posted on Sep, 23 2009 @ 01:00 AM
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reply to post by maus80
 


Right as I posted my above statement you went and proved my point.

Thanks.



posted on Sep, 23 2009 @ 01:00 AM
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Originally posted by Dark Ghost
The destruction of the nuclear family is close to completion. Thanks to Gay Rights, not only can homosexuals marry members of the opposite sex they can now marry members of the same sex! Equal rights wasn't good enough, but extra rights sweetens the deal.

I wonder who should be more happy, proponents of Gay Rights or TPTB?


How is this "extra rights"? Please explain what extra rights are granted.

How is increasing the number of people who can have a "nuclear family" a destruction of that model?

Could you be clearer? You make zero sense here...



posted on Sep, 23 2009 @ 01:00 AM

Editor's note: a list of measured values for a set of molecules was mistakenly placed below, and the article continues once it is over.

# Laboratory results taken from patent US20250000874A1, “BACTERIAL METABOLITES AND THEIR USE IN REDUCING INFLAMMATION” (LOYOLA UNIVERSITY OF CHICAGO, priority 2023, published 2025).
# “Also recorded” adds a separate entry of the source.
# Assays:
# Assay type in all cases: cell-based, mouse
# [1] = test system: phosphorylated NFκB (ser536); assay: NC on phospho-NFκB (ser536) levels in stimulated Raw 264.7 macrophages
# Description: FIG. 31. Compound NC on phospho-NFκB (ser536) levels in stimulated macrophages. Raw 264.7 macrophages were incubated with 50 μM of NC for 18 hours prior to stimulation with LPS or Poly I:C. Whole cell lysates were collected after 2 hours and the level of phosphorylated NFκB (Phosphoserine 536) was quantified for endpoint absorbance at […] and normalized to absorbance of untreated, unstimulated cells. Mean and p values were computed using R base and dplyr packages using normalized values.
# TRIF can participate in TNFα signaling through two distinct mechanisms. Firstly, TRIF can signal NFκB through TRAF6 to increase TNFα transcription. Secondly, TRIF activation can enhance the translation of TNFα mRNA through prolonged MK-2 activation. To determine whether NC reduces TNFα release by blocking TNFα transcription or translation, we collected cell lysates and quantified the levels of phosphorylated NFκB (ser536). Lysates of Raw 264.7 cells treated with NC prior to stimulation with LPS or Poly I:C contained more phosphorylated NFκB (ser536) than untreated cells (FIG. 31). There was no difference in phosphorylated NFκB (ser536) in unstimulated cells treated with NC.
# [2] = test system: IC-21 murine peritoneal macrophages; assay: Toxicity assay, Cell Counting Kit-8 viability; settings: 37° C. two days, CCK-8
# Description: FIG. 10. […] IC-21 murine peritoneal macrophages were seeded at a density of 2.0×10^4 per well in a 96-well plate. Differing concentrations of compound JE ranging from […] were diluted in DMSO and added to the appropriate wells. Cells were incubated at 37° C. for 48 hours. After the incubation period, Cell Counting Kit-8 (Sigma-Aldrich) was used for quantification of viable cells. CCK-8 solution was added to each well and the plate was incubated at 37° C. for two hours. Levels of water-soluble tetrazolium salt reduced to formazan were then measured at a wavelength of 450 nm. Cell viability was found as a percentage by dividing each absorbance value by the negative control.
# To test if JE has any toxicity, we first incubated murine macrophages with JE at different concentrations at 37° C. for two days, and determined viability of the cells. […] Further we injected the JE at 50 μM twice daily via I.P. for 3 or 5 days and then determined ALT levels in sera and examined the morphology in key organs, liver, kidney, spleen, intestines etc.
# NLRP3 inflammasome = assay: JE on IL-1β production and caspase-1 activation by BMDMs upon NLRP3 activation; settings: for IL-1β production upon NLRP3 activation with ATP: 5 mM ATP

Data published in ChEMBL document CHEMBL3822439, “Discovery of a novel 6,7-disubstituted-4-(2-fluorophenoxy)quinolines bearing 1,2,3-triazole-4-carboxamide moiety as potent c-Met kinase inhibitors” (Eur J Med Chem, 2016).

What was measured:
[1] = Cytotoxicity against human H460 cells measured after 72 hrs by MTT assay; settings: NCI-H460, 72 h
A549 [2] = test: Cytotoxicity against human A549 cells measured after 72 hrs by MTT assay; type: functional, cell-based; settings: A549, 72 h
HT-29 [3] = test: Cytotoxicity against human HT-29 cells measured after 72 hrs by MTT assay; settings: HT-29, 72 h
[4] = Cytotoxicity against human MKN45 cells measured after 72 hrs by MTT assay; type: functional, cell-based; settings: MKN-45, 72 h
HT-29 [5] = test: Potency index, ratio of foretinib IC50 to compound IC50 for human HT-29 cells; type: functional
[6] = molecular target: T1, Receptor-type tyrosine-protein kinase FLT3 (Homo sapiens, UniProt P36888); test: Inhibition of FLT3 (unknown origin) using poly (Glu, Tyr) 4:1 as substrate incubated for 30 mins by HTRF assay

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reply to post by maus80
 


Restricting marriage to 2 adults is discrimination. Why set the limit at 2? Women in polygamy have no legal rights over their 'husbands.' Why not grant them the same civil rights gays want?



posted on Sep, 23 2009 @ 01:02 AM
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reply to post by jd140
 


According to most polls, most people are against gay marriage, as well. Even California wouldn't pass it.



posted on Sep, 23 2009 @ 01:04 AM
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Originally posted by jd140
Right as I posted my above statement you went and proved my point.
Thanks.


So you are saying that by requiring that a legal contract be exclusive to two parties, the law "looks down on" those who wish to enter into non-exclusive contracts?

I guess I can see your point, but I don't see how I have proved it. Glad I could help, I suppose?



posted on Sep, 23 2009 @ 01:05 AM
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reply to post by stevegmu
 


Who cares what the majority wants.

Those who cry loudest and longest gets their way. Most of the time its the people who are in the minority.